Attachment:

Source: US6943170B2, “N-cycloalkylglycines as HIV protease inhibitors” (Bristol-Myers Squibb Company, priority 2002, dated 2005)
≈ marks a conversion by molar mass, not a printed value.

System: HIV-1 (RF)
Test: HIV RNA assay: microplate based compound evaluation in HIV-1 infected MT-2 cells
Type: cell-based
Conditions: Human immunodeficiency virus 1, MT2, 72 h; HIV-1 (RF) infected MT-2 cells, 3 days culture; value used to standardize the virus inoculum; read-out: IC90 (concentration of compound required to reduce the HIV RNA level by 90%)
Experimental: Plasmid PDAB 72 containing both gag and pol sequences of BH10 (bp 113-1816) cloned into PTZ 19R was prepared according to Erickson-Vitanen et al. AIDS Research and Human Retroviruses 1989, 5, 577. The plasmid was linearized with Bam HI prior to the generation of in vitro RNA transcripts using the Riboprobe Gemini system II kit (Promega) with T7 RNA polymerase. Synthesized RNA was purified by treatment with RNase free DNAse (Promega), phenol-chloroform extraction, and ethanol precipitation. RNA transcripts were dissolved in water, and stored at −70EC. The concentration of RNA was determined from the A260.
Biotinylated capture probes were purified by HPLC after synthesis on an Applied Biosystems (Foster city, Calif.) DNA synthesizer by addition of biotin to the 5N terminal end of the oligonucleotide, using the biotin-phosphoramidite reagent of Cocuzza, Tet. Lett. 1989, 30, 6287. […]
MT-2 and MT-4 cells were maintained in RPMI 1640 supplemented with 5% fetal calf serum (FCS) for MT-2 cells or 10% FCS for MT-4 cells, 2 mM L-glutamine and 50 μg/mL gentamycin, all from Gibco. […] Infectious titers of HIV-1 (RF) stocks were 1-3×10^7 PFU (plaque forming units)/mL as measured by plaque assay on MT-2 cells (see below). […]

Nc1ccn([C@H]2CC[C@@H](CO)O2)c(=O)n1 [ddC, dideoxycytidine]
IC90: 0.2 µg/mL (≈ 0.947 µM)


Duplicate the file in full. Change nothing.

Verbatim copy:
Source: US6943170B2, “N-cycloalkylglycines as HIV protease inhibitors” (Bristol-Myers Squibb Company, priority 2002, dated 2005)
≈ marks a conversion by molar mass, not a printed value.

System: HIV-1 (RF)
Test: HIV RNA assay: microplate based compound evaluation in HIV-1 infected MT-2 cells
Type: cell-based
Conditions: Human immunodeficiency virus 1, MT2, 72 h; HIV-1 (RF) infected MT-2 cells, 3 days culture; value used to standardize the virus inoculum; read-out: IC90 (concentration of compound required to reduce the HIV RNA level by 90%)
Experimental: Plasmid PDAB 72 containing both gag and pol sequences of BH10 (bp 113-1816) cloned into PTZ 19R was prepared according to Erickson-Vitanen et al. AIDS Research and Human Retroviruses 1989, 5, 577. The plasmid was linearized with Bam HI prior to the generation of in vitro RNA transcripts using the Riboprobe Gemini system II kit (Promega) with T7 RNA polymerase. Synthesized RNA was purified by treatment with RNase free DNAse (Promega), phenol-chloroform extraction, and ethanol precipitation. RNA transcripts were dissolved in water, and stored at −70EC. The concentration of RNA was determined from the A260.
Biotinylated capture probes were purified by HPLC after synthesis on an Applied Biosystems (Foster city, Calif.) DNA synthesizer by addition of biotin to the 5N terminal end of the oligonucleotide, using the biotin-phosphoramidite reagent of Cocuzza, Tet. Lett. 1989, 30, 6287. […]
MT-2 and MT-4 cells were maintained in RPMI 1640 supplemented with 5% fetal calf serum (FCS) for MT-2 cells or 10% FCS for MT-4 cells, 2 mM L-glutamine and 50 μg/mL gentamycin, all from Gibco. […] Infectious titers of HIV-1 (RF) stocks were 1-3×10^7 PFU (plaque forming units)/mL as measured by plaque assay on MT-2 cells (see below). […]

Nc1ccn([C@H]2CC[C@@H](CO)O2)c(=O)n1 [ddC, dideoxycytidine]
IC90: 0.2 µg/mL (≈ 0.947 µM)